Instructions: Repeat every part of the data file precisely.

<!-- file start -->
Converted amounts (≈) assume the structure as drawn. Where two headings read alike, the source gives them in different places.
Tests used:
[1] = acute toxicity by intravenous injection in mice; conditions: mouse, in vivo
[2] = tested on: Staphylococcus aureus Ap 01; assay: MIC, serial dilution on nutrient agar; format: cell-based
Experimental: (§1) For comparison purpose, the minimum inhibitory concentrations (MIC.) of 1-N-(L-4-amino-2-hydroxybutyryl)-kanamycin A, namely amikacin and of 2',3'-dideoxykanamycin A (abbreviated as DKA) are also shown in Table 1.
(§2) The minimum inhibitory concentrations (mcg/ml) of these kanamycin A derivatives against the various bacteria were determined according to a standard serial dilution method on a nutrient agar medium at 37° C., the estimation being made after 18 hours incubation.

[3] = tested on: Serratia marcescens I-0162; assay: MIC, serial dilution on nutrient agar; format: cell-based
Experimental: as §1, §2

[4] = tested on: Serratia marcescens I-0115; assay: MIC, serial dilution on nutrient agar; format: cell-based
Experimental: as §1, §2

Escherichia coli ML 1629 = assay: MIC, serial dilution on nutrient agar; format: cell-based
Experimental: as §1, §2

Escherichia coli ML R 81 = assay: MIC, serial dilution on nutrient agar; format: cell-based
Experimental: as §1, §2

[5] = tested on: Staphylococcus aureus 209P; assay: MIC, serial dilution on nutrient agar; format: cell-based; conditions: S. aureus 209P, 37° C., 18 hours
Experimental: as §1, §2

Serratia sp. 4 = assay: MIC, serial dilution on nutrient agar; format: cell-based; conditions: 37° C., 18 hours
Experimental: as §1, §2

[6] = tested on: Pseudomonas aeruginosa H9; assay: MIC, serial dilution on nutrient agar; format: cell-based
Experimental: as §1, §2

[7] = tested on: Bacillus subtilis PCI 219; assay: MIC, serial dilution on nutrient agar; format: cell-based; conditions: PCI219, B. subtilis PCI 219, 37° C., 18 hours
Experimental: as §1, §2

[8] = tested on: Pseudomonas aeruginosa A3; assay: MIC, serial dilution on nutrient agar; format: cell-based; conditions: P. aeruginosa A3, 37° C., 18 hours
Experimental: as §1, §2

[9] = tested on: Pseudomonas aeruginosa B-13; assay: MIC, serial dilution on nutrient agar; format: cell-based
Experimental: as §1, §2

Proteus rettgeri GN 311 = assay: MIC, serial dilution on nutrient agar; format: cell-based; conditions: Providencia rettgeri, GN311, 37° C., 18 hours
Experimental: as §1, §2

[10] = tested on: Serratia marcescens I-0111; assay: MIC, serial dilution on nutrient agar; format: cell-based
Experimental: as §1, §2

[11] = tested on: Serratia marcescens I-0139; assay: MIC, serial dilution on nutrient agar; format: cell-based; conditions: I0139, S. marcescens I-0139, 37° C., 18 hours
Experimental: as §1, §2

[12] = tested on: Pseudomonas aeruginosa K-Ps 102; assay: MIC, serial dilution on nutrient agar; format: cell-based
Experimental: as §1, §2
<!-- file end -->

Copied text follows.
Converted amounts (≈) assume the structure as drawn. Where two headings read alike, the source gives them in different places.
Tests used:
[1] = acute toxicity by intravenous injection in mice; conditions: mouse, in vivo
[2] = tested on: Staphylococcus aureus Ap 01; assay: MIC, serial dilution on nutrient agar; format: cell-based
Experimental: (§1) For comparison purpose, the minimum inhibitory concentrations (MIC.) of 1-N-(L-4-amino-2-hydroxybutyryl)-kanamycin A, namely amikacin and of 2',3'-dideoxykanamycin A (abbreviated as DKA) are also shown in Table 1.
(§2) The minimum inhibitory concentrations (mcg/ml) of these kanamycin A derivatives against the various bacteria were determined according to a standard serial dilution method on a nutrient agar medium at 37° C., the estimation being made after 18 hours incubation.

[3] = tested on: Serratia marcescens I-0162; assay: MIC, serial dilution on nutrient agar; format: cell-based
Experimental: as §1, §2

[4] = tested on: Serratia marcescens I-0115; assay: MIC, serial dilution on nutrient agar; format: cell-based
Experimental: as §1, §2

Escherichia coli ML 1629 = assay: MIC, serial dilution on nutrient agar; format: cell-based
Experimental: as §1, §2

Escherichia coli ML R 81 = assay: MIC, serial dilution on nutrient agar; format: cell-based
Experimental: as §1, §2

[5] = tested on: Staphylococcus aureus 209P; assay: MIC, serial dilution on nutrient agar; format: cell-based; conditions: S. aureus 209P, 37° C., 18 hours
Experimental: as §1, §2

Serratia sp. 4 = assay: MIC, serial dilution on nutrient agar; format: cell-based; conditions: 37° C., 18 hours
Experimental: as §1, §2

[6] = tested on: Pseudomonas aeruginosa H9; assay: MIC, serial dilution on nutrient agar; format: cell-based
Experimental: as §1, §2

[7] = tested on: Bacillus subtilis PCI 219; assay: MIC, serial dilution on nutrient agar; format: cell-based; conditions: PCI219, B. subtilis PCI 219, 37° C., 18 hours
Experimental: as §1, §2

[8] = tested on: Pseudomonas aeruginosa A3; assay: MIC, serial dilution on nutrient agar; format: cell-based; conditions: P. aeruginosa A3, 37° C., 18 hours
Experimental: as §1, §2

[9] = tested on: Pseudomonas aeruginosa B-13; assay: MIC, serial dilution on nutrient agar; format: cell-based
Experimental: as §1, §2

Proteus rettgeri GN 311 = assay: MIC, serial dilution on nutrient agar; format: cell-based; conditions: Providencia rettgeri, GN311, 37° C., 18 hours
Experimental: as §1, §2

[10] = tested on: Serratia marcescens I-0111; assay: MIC, serial dilution on nutrient agar; format: cell-based
Experimental: as §1, §2

[11] = tested on: Serratia marcescens I-0139; assay: MIC, serial dilution on nutrient agar; format: cell-based; conditions: I0139, S. marcescens I-0139, 37° C., 18 hours
Experimental: as §1, §2

[12] = tested on: Pseudomonas aeruginosa K-Ps 102; assay: MIC, serial dilution on nutrient agar; format: cell-based
Experimental: as §1, §2